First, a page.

Bye Bye, Blockbuster | News | Seven Days | Vermont's Independent Voice
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Bye Bye, Blockbuster 


Back in March, I asked on this blog, Is It Too Soon to Be Nostalgic for Video Stores?

If Blockbuster is your store of choice, the answer could be yes, as the company just filed for bankruptcy. Many of its stores are likely to go the way of the gigantic cellphone that Michael Douglas showed off in Wall Street (1987).

I mention Wall Street because yesterday I was in Burlington's Waterfront Video picking up a copy. I wanted to see the original Oliver Stone movie, which I missed the first time around, before reviewing the sequel that hits theaters today.

You'd think Wall Street would be easy to grab, being so old it features a gigantic cellphone and outrageously decadent '80s interior decor. But both DVDs (original and special edition) were checked out the first time I stopped by.

That's anecdotal evidence to say the least. But I'm gonna go out on a limb and say people in Burlington are still renting DVDs. Sure, most frequent movie watchers subscribe to Netflix or something similar. But when you can't get a new disc in the mail because you have four episodes of "The Wire" sitting around waiting to be watched, and the movie you want isn't instantly downloadable, and you aren't tech-savvy enough for illegal file-sharing ... well, if you're me, you will be happy you have a video store.

Plus, it's just fun to browse after work and grab a movie on the spur of the moment.

Over in Montpelier, the Savoy's Downstairs Video is still around, though it's no longer downstairs -- Terry Youk, who bought the theater from long-time owners Rick Winston and Andrea Serota, has moved the store to 7 East State St.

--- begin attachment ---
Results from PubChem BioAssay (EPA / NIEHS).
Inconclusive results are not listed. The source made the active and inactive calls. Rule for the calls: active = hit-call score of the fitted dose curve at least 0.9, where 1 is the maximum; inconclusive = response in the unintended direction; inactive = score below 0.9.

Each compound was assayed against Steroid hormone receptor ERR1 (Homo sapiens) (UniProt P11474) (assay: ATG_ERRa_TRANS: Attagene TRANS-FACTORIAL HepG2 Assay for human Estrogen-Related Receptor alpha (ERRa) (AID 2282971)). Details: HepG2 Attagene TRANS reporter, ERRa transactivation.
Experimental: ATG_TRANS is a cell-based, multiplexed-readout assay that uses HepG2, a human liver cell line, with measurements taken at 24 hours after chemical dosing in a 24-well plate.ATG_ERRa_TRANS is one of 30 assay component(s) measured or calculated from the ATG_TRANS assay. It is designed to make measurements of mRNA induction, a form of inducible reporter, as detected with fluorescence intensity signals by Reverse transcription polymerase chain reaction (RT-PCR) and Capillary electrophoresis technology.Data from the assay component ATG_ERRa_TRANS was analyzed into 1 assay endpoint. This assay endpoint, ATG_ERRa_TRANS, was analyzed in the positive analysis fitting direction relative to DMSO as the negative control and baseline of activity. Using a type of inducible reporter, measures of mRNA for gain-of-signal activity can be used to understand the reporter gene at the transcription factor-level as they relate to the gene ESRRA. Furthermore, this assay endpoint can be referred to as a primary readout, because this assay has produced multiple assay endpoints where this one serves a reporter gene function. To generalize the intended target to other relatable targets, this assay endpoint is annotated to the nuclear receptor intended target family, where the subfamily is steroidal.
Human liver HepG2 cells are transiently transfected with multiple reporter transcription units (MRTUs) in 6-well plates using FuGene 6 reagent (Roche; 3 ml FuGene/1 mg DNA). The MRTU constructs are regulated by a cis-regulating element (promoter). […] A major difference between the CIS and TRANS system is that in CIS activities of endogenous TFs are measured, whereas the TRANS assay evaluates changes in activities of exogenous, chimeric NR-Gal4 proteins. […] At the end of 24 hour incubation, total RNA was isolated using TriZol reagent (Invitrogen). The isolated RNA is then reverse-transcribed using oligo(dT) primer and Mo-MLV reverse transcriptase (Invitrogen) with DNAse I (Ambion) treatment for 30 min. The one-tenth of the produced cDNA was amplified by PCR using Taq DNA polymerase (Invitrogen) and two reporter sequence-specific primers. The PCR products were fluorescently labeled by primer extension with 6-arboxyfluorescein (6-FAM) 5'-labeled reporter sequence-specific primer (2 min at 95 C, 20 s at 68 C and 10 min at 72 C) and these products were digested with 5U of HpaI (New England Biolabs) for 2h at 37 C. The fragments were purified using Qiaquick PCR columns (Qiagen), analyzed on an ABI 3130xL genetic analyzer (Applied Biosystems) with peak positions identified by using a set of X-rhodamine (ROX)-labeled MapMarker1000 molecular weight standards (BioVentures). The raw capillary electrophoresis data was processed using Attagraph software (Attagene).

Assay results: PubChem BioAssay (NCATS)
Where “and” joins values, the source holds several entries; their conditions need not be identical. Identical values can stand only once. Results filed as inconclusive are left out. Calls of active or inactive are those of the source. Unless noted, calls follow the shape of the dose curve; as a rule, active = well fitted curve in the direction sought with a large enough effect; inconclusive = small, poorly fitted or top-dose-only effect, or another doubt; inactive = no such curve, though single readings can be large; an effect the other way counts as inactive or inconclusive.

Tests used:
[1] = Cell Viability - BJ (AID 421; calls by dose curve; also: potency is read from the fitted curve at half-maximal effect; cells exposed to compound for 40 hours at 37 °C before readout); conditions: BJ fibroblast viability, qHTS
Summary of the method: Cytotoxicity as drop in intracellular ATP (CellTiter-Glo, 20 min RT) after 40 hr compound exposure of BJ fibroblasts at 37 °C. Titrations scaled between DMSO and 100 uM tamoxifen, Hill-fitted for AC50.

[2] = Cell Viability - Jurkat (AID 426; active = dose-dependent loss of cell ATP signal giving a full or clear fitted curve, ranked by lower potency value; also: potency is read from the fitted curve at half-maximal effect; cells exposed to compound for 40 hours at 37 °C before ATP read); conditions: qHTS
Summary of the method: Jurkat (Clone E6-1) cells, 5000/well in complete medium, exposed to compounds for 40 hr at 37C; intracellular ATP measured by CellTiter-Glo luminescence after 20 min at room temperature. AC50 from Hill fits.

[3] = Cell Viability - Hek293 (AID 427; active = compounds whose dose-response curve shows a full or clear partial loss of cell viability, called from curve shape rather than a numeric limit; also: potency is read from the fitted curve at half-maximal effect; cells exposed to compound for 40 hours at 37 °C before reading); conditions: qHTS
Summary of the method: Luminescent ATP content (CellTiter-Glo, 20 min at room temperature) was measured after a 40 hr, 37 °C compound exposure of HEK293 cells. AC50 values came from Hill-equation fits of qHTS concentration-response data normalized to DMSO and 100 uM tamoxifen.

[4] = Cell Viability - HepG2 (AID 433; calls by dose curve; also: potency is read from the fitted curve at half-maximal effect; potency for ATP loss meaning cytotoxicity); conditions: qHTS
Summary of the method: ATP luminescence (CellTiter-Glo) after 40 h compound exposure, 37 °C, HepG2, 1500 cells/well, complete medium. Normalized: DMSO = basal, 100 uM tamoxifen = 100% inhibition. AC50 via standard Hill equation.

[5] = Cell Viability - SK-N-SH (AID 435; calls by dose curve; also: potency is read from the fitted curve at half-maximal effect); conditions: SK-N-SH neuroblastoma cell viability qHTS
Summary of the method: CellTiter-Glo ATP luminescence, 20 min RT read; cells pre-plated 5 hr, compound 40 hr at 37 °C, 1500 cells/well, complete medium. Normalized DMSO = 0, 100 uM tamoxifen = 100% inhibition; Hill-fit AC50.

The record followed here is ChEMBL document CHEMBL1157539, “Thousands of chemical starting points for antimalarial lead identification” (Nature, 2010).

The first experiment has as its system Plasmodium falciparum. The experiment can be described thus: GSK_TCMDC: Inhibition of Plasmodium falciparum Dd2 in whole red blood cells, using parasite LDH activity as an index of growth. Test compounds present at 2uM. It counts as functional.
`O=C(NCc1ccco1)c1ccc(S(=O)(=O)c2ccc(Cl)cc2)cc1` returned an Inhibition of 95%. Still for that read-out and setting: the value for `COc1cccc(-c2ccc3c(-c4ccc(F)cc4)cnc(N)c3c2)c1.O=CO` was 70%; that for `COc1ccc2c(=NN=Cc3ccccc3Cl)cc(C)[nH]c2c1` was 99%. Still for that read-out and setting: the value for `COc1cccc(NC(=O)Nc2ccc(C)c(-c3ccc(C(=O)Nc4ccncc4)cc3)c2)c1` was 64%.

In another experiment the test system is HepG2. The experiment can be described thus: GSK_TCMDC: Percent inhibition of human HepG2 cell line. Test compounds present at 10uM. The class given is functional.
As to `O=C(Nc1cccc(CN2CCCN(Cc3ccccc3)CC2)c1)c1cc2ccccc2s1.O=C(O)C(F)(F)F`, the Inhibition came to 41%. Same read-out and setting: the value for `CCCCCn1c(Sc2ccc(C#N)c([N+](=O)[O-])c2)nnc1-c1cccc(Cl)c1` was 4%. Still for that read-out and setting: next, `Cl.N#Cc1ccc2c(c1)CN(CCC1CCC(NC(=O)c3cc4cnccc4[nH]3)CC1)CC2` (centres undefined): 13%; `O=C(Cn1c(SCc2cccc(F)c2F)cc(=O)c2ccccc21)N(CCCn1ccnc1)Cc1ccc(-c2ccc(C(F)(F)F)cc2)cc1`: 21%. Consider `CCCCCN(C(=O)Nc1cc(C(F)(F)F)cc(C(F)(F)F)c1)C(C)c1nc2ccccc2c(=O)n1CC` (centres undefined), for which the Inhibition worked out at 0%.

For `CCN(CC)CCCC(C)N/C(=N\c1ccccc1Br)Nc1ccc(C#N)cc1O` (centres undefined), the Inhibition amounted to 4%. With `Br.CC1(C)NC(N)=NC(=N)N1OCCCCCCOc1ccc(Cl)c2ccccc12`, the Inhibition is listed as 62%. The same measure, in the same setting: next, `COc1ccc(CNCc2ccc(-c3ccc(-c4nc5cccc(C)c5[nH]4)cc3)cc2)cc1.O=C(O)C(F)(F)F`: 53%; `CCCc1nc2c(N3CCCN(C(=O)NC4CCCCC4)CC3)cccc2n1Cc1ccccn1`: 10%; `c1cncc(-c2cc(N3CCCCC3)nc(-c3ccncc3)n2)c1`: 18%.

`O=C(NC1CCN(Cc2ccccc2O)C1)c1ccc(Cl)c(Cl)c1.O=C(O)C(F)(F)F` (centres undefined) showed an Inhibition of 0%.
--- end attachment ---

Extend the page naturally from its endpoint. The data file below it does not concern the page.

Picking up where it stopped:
Youk has refurbished the Savoy's basement with a new screen, and he's starting a Cine Club down there. It kicks off this Friday, Saturday and Sunday with showings of Casablanca at 7 and 9 p.m. Call 802-229-0598 to reserve seats.

Oh, and that's another sign we may not want to confine our entertainment procurement entirely to the privacy of our own homes: the sudden reappearance of old-fashioned film series. I wrote about two in this week's State of the Arts. One's at UVM, the other at CVU.

Plus, if you're anywhere near Dartmouth and the Hop, you can see The King's Speech, Never Let Me Go, Tamara Drewe and other buzzed-about festival movies this weekend, well before they hit local theaters, thanks to a series called Telluride at Dartmouth. You lucky dogs of the Upper Valley, you...

By the way, I learned the proper wording of the quote that probably launched thousands of unscrupulous careers in finance: "Greed, for want of a better word, is good." Which won't offer much comfort to Blockbuster's rank-and-file employees.

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About The Author

Margot Harrison

Margot Harrison

Margot Harrison is the Associate Editor at Seven Days; she coordinates literary and film coverage. In 2005, she won the John D. Donoghue award for arts criticism from the Vermont Press Association.

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